On the opposite end of the spectrum is Chicago, a band so mix-and-match as to practically define the term.  Hell, maybe if they'd have named the album "Mix And Match", the cover photo might have made some kind of sense.  But, alas, they did not.  Instead, they called the album "Hot Streets".

Having named every previous album numerically, the band was looking to change things up a bit,  throw caution to the wind, and whatnot.  With the world as their oyster, they tossed aside all boundaries and limitations and came up with... "Hot Streets".

Now for the question that has long plagued man-kind: "What came first, the album title or the album cover?"


If the title came first, the graphic designer in most of us would envision a cover image involving a street of some kind.  Hot, perhaps.  A couple of high performance race cars, at night, speeding towards a futuristic city skyline (see my design above).

If, on the other hand, the album cover came first, the band's manager (or anyone else looking out for the band's best interests) should have stepped in and vetoed that line of thinking before it had a chance to take root.

Either that, or give the album a more accurate title:



Superior St. Rehearsal Facility

8 comments:

  1. I am a fan from back in the day and have often wondered about this silly cover and the change-it-up go-for-it album title. The numbering system was infinitely cooler. The picture of the dudes was so wrong. Peter & Danny indeed take the cake in their embrace! WTF! I bought it and actually liked the song Alive Again although I knew it was the wrong song at the wrong time. Miss TK so much! I'm certain they did as well and just didn't know what the hell to do without him around to bitch-slap their fool asses. Give us all a break. It all went completely downhill from here, except if you were on the lawn at one of their shows and they broke into Feeling Stronger Every Day.

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  2. This band died with Terry. We all know it. When they get inducted this year, they need to acknowledge that. Thems the facts.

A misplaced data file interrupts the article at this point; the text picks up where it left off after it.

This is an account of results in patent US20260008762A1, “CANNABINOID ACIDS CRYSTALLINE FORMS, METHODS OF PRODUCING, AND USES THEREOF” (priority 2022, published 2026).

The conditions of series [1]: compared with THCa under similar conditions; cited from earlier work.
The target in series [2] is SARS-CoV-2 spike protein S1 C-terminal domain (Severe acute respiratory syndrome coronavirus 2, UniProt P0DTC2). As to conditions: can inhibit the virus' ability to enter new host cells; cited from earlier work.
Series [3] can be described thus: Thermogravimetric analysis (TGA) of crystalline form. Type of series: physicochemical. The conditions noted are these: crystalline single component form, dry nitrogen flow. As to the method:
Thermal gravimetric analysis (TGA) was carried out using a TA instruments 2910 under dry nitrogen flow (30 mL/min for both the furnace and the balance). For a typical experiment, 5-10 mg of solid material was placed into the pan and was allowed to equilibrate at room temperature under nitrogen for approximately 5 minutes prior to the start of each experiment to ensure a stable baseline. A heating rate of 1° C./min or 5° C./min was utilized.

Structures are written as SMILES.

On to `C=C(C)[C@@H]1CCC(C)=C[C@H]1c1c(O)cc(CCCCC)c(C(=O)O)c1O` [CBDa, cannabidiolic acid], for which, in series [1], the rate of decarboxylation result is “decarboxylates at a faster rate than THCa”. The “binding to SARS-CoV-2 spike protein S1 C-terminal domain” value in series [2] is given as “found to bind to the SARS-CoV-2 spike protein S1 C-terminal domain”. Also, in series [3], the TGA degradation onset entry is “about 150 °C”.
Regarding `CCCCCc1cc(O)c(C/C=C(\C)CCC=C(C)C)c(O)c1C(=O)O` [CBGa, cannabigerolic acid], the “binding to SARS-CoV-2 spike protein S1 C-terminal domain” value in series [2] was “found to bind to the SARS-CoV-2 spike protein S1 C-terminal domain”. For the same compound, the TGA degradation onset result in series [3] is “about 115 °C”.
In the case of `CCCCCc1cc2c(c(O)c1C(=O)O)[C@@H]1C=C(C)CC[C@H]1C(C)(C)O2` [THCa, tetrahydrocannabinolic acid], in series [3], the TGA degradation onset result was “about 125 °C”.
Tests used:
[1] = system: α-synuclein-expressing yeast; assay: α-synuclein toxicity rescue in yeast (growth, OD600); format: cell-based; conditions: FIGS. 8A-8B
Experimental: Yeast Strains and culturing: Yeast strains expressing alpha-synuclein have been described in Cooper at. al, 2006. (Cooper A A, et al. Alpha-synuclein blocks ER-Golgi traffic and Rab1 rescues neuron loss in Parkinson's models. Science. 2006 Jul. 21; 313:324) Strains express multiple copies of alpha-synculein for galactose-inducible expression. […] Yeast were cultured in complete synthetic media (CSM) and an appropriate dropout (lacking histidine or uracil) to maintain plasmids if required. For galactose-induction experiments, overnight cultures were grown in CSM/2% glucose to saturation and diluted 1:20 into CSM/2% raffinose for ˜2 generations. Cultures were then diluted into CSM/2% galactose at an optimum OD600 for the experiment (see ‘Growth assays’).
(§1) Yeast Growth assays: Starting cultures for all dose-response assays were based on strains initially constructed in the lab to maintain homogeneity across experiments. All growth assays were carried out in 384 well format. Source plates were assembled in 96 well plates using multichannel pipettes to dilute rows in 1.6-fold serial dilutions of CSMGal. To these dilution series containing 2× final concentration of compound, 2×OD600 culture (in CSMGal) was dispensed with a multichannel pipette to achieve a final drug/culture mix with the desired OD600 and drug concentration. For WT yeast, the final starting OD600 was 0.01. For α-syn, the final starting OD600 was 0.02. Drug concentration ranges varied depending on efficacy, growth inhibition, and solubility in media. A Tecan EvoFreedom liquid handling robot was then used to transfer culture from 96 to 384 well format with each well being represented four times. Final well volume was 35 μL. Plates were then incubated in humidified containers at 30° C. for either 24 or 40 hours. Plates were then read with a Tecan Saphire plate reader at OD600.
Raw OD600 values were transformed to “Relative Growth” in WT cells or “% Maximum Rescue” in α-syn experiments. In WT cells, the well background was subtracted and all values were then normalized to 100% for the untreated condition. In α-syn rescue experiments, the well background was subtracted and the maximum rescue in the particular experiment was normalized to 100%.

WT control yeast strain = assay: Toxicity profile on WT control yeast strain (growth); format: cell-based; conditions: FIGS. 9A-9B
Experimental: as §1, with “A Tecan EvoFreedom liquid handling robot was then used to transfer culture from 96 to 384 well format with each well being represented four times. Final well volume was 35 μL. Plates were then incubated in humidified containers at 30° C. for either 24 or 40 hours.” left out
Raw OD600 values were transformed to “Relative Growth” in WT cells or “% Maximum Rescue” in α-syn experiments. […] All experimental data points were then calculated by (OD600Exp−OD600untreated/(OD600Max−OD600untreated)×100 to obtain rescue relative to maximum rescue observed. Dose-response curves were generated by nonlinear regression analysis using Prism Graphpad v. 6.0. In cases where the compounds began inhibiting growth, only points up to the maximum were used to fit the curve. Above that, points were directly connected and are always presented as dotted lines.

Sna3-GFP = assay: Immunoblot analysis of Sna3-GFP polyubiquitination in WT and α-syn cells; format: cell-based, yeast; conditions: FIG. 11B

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  3. This album cover always struck me as "the band having a good time" and I actually like the cover! Having said that, your blog entry had me laughing out loud. Good stuff man.

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    1. Thank you Tom! I agree! People read too much into things/pics they're not involved in. It's all about interpretation. Photography/Art-personal interpretation!

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  4. I say screw ya all. This album is great.

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  5. Yeah , I spent hours listening to their music, 25 or 6 to 4 was one of the first songs I payed in band (yep, Marching), used Chicago IX as my test album for any sound system I was evaluating, remember feeling so limited playing Colour My World on my trumpet, attended several concerts, felt the senseless loss of Terry Kath's talent as much as Jon Bonham, or Brad Delp, but I am SO shallow, I am going to let one album cover limit the recognition the band receives for a life time of effort and accomplishment. Darren, is it too late to call OSHA for the safety violations on the Chicago IX cover?

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  6. Hot Streets was a great album, albeit missing a little more soul from Terry Kath. It was a great comeback, if you will, after Terry's passing. "Alive Again" was an amazing song and a great song and memory of that year, but looking back in hindsight, it was probably not the best title of a song to release, considering the circumstances.

    My wife did pose the philosophical question; Had Terry Kath survived, would "Hard to Say I'm Sorry", "Hard Habit To Break" and "Look Away" ever exist?